It was my first year at the conference, and I will definitely go back next year.  Along with the wonderful offerings on the workshop and ritual front, the whole things runs smoothly.  As a festival organizer, I have a deep respect and admiration for the people who can run such an undertaking so fluidly.  Events ran on time in the locations they were scheduled for without disruption or confusion–I believe that alone constitutes some sort of Pagan miracle.  One of the Board members mentioned in a workshop that the Powers That Be behind Sacred Space do not sit on any other boards for any other events–their sole focus is on this one.  And it shows.  I felt safe and comfortable at every turn.  At any point when I did need to talk to a volunteer or ask a question, the staff were kind and quick to find me an answer.  It was a joy to see a Pagan machine tick along so well.

I’ll give you some quick bullet-point takeaways from some of the workshops I attended:

  • We need more and better resources for our Clergy.  Clergy burnout is very high, and our Clergy feels under-prepared and under-supported.
  • Always, always, always send magick with love.  Any kind of magick.  Your thoughts and emotions at the moment of sending flavor that energy.  If it’s going to go out and then come back to you, you want it to come back with love.
  • To your higher Will, your entire life is a Ritual.  What kind of magick are you working?
  • Correspondences (herbs, crystals, astrological timing) are like the octaves on a piano.  When you strike one note, the notes above and below can ring out, giving over- and under-tones to the music.  It creates a fuller, more beautiful sound.  And, if one octave is out of your reach emotionally or conceptually, ‘striking’ a lower note of the same octave can begin to open that energy to you.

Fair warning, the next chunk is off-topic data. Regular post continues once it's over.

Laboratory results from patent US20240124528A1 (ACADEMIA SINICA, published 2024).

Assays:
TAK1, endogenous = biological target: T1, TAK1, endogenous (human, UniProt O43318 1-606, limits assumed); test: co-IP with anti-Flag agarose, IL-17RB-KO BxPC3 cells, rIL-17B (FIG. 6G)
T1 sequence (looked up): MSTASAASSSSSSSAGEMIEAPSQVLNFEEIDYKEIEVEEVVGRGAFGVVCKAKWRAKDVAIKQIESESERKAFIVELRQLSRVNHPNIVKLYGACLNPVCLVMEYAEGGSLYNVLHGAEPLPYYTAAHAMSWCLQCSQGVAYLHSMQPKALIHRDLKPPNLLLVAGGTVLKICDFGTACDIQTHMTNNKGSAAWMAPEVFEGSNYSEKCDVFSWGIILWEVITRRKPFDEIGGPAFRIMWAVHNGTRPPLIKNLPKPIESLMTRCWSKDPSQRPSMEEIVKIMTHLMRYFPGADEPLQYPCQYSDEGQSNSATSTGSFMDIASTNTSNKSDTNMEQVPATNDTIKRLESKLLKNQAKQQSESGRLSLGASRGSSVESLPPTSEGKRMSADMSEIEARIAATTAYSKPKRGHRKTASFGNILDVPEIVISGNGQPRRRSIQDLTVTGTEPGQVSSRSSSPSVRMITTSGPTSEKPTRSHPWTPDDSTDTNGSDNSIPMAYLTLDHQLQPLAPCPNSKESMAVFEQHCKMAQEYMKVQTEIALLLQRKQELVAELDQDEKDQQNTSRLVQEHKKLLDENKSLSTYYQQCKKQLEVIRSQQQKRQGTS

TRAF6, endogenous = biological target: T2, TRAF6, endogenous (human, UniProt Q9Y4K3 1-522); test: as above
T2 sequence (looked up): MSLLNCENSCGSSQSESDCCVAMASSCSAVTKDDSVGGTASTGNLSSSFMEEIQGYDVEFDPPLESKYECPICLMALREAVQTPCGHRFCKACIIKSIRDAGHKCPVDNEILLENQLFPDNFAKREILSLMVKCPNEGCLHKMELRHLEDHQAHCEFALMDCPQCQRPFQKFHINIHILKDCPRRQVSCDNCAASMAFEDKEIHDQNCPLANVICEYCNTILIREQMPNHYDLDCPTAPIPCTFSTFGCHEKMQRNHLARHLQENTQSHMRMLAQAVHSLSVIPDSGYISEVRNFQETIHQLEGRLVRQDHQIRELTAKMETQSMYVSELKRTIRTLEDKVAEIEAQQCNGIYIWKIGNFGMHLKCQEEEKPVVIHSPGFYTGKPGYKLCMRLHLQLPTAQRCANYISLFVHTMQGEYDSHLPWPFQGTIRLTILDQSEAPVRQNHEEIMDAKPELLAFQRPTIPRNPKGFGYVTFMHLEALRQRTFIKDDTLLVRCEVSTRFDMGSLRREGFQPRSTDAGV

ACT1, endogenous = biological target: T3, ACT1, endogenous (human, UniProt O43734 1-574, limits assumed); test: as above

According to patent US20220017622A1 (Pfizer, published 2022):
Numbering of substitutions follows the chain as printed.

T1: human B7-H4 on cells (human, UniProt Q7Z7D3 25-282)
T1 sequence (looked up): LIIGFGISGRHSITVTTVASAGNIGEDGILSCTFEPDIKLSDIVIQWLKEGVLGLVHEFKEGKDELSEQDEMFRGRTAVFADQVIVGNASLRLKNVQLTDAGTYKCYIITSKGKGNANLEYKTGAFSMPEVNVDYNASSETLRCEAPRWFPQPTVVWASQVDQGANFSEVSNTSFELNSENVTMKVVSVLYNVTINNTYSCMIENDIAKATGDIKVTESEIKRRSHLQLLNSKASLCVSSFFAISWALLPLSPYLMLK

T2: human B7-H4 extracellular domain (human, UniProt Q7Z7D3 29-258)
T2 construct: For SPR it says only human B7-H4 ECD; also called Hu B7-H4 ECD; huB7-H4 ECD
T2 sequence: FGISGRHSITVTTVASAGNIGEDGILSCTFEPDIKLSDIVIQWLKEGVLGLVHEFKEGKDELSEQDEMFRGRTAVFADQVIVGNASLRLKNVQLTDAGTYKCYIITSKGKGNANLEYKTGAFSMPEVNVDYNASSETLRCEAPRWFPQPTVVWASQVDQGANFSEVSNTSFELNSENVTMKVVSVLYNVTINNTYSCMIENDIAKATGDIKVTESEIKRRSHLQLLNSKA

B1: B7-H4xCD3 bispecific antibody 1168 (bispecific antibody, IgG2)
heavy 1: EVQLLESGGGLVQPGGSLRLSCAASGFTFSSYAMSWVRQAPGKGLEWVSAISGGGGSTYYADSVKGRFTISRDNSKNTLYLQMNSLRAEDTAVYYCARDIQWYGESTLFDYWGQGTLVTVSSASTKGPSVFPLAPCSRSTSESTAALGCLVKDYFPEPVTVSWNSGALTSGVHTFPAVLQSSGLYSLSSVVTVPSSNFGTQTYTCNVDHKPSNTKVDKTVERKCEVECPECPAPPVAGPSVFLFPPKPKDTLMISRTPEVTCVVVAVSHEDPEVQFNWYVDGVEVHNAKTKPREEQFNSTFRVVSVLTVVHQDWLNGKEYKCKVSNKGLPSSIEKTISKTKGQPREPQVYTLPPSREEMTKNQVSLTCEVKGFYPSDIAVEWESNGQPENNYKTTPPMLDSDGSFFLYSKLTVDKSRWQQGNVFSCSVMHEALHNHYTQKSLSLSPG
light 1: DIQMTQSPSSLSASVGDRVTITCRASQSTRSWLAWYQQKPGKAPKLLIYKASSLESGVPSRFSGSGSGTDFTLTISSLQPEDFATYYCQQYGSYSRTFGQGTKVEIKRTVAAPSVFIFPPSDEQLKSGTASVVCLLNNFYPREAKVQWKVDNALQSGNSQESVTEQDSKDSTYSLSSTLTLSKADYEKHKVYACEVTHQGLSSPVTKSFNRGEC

• Sacred Space (not the conference) begins within the Self.  It is a place we must find within us first, and then step out from.
  • The creation of Sacred Art echoes down the line.  Every time you see it or interact with it, that is a Sacred act.  It also heals.  When we create from a perspective of Reverence, more than just one gate opens.
  • In meditation, give the chatter-voice something to do.  Rather than try to force it into quiet, make it responsible for the narrative or guide of the meditation.
  • Everyone has an energy they are meant to impart.  It is specific to us as individuals.  One question to ask yourself to help determine yours is ‘What do I do, that I love to do, that I do well, that my community recognizes and appreciates me for?’  The answer is probably not your career, but it *is* closer to your true calling.